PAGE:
by Andrea Elizabeth
On Dr. Jordan B. Peterson’s Facebook page he quoted the part of the conversation that I didn’t directly address in my last post on the convo. “Did you know that about 20 years ago the American Psychological Association published a paper showing that most people who were sexually abused as children recovered with very little psychological damage? This is an unsayable truth.”
1. who’s to say how many “most people” are, or what kind of sampling they did. Some people in the comments blamed the opinion on the infamous Kinsey Report from the ’50’s that pretty much lead to the ‘everybody’s doing it so join ’em’ immorality of the following decades. On further thought, I’m wondering if this colors JP’s topic of the depravity everyone is capable of. I don’t think he’s off balance on that yet, but if he says, how depraved everyone actually is then I think he would teeter wrongly. See how he reacts to Dennis Prager calling him good for more on that.
2. I’m not confident they can accurately measure how a person’s life was changed. That which does not kill you can make you stronger, but sometimes the strength is hideous. And how many people has it killed through leading them into temptation, low self-esteem, drugs, alcohol, dysfunction, and/or to be repeat offenders?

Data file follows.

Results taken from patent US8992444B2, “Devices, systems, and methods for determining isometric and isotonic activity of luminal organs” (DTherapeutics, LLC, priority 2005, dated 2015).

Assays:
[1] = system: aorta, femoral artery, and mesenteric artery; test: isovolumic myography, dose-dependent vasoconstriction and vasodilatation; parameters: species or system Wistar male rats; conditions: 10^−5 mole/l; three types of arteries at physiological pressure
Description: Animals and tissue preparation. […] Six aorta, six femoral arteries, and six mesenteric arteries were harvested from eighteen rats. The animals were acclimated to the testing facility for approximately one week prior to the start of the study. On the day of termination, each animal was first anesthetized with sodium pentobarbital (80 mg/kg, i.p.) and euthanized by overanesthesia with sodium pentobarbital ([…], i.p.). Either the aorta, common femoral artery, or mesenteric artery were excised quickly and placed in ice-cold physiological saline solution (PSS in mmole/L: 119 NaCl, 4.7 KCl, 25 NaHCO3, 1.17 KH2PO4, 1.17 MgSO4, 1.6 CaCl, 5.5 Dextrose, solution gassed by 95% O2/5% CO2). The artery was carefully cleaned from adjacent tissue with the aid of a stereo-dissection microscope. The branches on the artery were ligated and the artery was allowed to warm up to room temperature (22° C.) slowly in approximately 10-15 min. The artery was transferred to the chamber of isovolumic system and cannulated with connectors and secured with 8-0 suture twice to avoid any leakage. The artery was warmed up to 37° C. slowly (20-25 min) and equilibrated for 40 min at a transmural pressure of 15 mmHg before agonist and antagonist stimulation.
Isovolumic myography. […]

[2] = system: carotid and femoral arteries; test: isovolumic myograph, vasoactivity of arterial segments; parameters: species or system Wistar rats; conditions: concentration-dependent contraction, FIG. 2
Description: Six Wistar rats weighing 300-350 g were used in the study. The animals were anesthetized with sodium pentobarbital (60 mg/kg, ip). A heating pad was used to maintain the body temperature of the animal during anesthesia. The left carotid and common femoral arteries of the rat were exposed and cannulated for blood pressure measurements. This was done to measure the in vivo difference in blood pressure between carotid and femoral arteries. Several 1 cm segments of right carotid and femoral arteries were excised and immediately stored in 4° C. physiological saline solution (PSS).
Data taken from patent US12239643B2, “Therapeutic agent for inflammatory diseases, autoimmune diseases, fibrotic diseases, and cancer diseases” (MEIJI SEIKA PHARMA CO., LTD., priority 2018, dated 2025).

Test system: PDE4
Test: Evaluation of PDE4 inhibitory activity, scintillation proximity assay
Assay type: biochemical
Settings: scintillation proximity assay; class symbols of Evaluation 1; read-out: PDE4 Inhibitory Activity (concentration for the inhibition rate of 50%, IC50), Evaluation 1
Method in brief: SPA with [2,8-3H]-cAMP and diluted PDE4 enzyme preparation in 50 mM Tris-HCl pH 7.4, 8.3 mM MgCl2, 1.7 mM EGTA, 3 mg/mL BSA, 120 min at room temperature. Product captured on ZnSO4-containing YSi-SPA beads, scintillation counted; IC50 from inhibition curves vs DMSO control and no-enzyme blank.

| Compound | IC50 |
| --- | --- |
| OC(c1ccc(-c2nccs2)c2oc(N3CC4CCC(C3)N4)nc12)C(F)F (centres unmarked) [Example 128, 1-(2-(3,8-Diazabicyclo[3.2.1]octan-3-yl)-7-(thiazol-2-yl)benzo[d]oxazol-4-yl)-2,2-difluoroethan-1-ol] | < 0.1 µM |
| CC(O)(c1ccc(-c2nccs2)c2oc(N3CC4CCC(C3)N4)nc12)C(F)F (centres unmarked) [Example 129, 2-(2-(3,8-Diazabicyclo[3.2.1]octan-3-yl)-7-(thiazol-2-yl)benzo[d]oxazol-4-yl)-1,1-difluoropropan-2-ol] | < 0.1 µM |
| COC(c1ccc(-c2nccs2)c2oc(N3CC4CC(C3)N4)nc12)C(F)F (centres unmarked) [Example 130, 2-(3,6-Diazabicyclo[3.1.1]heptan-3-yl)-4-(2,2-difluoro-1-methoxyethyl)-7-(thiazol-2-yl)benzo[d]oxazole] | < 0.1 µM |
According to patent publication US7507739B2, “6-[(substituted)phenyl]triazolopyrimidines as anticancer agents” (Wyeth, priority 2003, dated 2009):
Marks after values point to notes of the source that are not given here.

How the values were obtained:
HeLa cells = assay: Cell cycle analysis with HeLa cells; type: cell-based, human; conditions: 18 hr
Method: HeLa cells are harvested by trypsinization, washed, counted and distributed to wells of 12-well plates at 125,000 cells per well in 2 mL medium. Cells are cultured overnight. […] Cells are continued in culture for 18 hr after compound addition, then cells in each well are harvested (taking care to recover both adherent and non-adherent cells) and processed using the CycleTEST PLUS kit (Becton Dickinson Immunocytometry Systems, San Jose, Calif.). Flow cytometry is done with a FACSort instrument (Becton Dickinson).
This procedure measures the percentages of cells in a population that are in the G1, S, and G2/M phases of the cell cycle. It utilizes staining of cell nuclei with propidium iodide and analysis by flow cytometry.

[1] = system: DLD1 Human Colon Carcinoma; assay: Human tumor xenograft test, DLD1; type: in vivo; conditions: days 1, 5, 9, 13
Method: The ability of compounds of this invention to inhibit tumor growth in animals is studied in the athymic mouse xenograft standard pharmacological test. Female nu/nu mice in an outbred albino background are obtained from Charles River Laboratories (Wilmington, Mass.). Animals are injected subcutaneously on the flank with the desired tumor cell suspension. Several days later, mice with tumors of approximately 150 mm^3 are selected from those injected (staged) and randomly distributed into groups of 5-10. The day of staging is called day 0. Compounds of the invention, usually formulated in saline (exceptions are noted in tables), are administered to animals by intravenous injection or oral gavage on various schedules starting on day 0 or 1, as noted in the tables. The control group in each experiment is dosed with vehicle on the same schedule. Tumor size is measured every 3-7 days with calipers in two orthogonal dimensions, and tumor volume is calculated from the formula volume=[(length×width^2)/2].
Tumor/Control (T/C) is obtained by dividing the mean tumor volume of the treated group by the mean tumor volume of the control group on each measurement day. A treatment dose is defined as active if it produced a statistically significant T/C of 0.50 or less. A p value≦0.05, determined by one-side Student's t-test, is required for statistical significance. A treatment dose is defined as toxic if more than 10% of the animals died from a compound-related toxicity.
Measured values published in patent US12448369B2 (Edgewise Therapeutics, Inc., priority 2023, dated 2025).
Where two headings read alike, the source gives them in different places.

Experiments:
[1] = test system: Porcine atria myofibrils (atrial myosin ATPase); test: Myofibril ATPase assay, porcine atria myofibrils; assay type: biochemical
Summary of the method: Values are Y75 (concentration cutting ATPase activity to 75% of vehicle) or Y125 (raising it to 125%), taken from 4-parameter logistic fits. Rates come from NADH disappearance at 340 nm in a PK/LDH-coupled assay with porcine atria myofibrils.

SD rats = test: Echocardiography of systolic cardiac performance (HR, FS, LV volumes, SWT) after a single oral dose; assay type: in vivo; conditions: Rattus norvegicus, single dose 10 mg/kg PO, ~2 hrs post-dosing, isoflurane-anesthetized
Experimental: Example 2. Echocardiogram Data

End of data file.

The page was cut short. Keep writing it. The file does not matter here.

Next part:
3. What I’m most disappointed about is that Peterson wasn’t more detailed in his description. He’s famous for how people with the 5 personality types react differently, so I would expect him to analyze how each responds to sexual abuse. Perhaps an open person has more energy to at least appear to move on, but a conscientious person may be more thrown helplessly out of wack. I bet he would criticize fundamentalists for feeling absolutely ruined. (He does criticize overprotected people for developing PTSD after combat in the Prager convo.) I’ve actually never heard him address virginity. He talks about overbearing mothers a lot, and I think he’s mentioned Mary somewhat as a good example, but not her virginity. Still, what Elizabeth Smart said sticks with me about why she didn’t try harder to get out of her kidnappers’ hands. I remember her saying she felt ruined and sullied and therefore stuck with her fate. As an adult she tries to help other victims not feel like dirty trash. A character in Shetland gets raped and I think they get the aftereffects about right. A year later she says that it’s important for her to not be affected, so that now she has to step outside herself and monitor if she’s acting normal or not. She says it’s exhausting.